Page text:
Edited by ron777

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I have only had the Godox for 3 days, and already I can envisage getting shut of my Elinchroms and using the Godox gear inside and out. The trigger took a bit of getting used to but otherwise in either TTL or Manual mode high or low shutter speed I am thrilled with the results.

 

The less said about camera bags the better, I also have a dusty collection! Including the most used one a Hadley Pro, I had a clear out a couple of years ago. The main bag now is a Peak Design Everday Slink, which fits a GFX with 63mm and the 45mm or 63mm and 110 or 45 and 110, spare batts, my 100F and a few other bits.

 

My gear when part-exchanged is like yours like-new condition.

 

Prently I take the strap off if I'm at home in studio. If I go out, then strap goes on, in the bag I just am careful to keep any metal part away from the screen.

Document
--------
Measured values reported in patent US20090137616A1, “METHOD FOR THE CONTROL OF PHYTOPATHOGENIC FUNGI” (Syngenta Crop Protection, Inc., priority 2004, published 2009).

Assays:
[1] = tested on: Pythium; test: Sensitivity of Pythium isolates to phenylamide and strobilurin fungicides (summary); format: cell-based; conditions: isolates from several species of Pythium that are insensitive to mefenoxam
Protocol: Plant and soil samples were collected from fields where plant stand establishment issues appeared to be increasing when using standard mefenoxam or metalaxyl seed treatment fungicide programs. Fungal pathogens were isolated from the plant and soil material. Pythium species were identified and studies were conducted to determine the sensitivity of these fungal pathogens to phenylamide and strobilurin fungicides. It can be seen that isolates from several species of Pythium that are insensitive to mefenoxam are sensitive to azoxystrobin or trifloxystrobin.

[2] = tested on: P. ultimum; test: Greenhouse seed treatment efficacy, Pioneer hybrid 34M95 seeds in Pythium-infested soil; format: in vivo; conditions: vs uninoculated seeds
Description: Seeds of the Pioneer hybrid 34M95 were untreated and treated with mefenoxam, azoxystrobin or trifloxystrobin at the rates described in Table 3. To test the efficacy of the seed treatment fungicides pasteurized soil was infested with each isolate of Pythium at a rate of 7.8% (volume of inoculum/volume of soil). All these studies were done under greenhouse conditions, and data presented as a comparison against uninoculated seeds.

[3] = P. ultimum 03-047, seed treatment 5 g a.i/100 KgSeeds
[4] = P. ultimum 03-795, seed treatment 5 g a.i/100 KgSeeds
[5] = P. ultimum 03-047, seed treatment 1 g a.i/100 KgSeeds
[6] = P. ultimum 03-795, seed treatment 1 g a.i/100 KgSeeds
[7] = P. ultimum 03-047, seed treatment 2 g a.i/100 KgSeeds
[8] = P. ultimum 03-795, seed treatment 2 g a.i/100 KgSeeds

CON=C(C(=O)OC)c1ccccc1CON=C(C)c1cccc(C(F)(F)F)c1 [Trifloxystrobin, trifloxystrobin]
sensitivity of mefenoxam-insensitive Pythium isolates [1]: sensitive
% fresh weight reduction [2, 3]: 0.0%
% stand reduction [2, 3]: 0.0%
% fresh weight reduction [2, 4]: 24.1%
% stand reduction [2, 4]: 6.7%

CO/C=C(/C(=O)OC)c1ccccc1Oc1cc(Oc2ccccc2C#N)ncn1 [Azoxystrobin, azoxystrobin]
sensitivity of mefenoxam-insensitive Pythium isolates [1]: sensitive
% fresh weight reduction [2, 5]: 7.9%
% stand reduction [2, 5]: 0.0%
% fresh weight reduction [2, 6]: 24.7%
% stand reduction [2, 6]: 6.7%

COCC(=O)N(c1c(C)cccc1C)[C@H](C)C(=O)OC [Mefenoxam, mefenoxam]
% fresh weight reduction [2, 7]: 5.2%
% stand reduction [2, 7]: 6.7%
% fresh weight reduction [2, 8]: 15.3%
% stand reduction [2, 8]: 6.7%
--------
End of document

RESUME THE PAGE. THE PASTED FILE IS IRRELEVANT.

Thank you for the screen protector link I will take a look.

 

Cheers Stephen

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The one I have fitted to my 100F and the X-T2 which I just sold was the MAS Magic LCD Screen Protector. The very first one even I can fit easily, without bubbles and forget about. They are that good. I have been waiting for them to release a GFX version as I know the brand and how easy it is to apply for myself.

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Apparently same size as Nikon D810 3.2” so I ordered mail-order locallyin Switzerland

Edited by Him

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Well if the animal was alive he or she would be a Poodle, my favourite breed, especially the largest variety (Standard Poodle), this one though is a dye cast model of the real thing.